Expedia Acquires Orbitz Following Justice Department Approval

Online travel agency Expedia has acquired one of its largest competitors, Orbitz, for $1.6 billion, it announced this week.

"We are pleased to welcome Orbitz Worldwide to our family of leading travel brands," Expedia CEO Dara Khosrowshahi said in a statement. "Our mission is to revolutionize travel through the power of technology. Given Orbitz's focus on transforming the way consumers around the world plan and book travel, we couldn't be more aligned. As we bring our talented teams and capabilities together, we will be well positioned to accelerate the pace of innovation to deliver even better customer experiences to Orbitz's loyal customer base and to further enhance the marketing and distribution capabilities we offer to our global supply partners."

After months of speculation over the deal's outcome, the acquisition was able to move forward this week due to a decision by antitrust officials in the U.S. Department of Justice, who ruled that the transaction would not create an industry monopoly, as critics have contended.

"We know online travel booking is important to U.S. consumers and to the airlines, car rental companies, and hotels that serve those consumers. Over the course of a six-month investigation, lawyers and economists from the Antitrust Division reviewed tens of thousands of business documents, analyzed transactional data from the merging companies and from other industry players, and interviewed over 60 industry participants of various types and sizes," said Assistant Attorney General Bill Baer of the Justice Department's Antitrust Division. "The Antitrust Division investigated the concerns that have been expressed about this transaction. We took those concerns seriously and factored into our analysis all of the information provided by third parties. At the end of this process, however, we concluded that the acquisition is unlikely to harm competition and consumers."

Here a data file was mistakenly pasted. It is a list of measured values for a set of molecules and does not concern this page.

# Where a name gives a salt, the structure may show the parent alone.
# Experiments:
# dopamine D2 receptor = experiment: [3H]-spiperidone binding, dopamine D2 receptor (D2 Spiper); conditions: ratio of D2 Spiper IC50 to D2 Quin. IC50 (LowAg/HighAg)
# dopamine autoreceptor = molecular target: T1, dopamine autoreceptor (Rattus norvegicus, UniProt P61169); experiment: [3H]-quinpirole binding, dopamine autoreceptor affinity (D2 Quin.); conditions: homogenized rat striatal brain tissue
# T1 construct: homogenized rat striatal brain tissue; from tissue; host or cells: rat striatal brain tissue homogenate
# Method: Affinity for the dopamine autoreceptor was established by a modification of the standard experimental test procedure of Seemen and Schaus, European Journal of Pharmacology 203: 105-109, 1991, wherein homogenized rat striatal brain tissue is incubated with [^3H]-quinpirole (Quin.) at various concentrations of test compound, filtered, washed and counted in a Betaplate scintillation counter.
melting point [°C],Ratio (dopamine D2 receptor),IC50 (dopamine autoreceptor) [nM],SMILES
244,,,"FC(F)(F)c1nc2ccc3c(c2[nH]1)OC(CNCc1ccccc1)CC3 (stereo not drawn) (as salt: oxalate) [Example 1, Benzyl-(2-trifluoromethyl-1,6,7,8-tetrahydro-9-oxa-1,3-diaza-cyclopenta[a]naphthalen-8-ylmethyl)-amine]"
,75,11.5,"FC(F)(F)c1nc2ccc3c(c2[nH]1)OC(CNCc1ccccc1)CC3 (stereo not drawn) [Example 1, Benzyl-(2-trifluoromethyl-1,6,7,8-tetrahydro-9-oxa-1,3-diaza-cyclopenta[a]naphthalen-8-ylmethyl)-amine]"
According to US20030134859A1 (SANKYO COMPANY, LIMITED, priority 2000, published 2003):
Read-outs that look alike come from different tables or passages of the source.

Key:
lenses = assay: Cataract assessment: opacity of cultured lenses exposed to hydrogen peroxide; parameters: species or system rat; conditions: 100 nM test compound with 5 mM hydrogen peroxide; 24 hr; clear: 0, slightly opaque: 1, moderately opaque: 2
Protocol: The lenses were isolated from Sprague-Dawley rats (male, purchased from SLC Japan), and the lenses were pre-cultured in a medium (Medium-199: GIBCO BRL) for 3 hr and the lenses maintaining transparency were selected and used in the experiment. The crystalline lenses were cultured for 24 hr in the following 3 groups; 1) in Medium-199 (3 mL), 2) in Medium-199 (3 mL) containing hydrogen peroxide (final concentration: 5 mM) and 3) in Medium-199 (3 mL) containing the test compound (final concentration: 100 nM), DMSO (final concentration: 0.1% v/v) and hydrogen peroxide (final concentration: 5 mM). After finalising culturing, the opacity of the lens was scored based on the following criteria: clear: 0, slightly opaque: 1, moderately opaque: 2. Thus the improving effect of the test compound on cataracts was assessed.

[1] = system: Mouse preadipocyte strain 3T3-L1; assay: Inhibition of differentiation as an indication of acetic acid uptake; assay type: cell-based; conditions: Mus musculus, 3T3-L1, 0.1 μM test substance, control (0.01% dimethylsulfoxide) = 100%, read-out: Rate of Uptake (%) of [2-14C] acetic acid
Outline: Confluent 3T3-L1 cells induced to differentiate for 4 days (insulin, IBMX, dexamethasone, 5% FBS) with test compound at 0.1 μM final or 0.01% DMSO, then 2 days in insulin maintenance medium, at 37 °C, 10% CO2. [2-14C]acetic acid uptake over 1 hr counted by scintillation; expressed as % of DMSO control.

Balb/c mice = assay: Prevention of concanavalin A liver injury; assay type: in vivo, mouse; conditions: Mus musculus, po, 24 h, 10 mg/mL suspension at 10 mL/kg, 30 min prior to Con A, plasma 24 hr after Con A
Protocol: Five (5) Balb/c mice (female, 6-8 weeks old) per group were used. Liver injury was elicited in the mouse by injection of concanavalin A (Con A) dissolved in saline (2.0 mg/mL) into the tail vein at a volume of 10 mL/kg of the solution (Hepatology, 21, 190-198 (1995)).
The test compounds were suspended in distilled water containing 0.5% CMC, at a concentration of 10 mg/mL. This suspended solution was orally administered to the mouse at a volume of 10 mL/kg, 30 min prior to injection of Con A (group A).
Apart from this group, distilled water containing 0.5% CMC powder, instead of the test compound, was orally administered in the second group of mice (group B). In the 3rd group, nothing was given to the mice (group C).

According to the feds, the merger isn't likely to result in new charges being imposed directly on consumers for using Expedia or Orbitz. As for the commissions Expedia and Orbitz negotiate with airlines, car rental companies, and hotels?

"We found that Orbitz is only a small source of bookings for most of these companies and thus has had no impact in recent years on the commissions Expedia charges," Baer continued. "Many independent hotel operators, for example, do not contract with Orbitz, and those hotels that do often obtain very few bookings from its site. In addition, beyond Expedia and Orbitz, travel service providers have alternative ways to attract customers and obtain bookings, including Expedia's largest online travel agent rival, Priceline."

Not surprisingly, the hotel industry decried the Justice Department's decision.

"We are disappointed with today's announcement by the Department of Justice to approve the proposed acquisition of Orbitz by Expedia. Simply put, this decision will hurt consumers and small business owners, and remove choice from the marketplace," the American Hotel & Lodging Association (AH&LA) said. "By approving this deal, only two players control the online marketplace: Priceline and the behemoth Expedia, now owning Orbitz, Travelocity, Hotels.com, Hotwire, Cheap Tickets, and Trivago. Together, these two players control over 95 percent of the online travel agency bookings in the United States. We continue to believe that increased consolidation is bad for consumers and bad for business."

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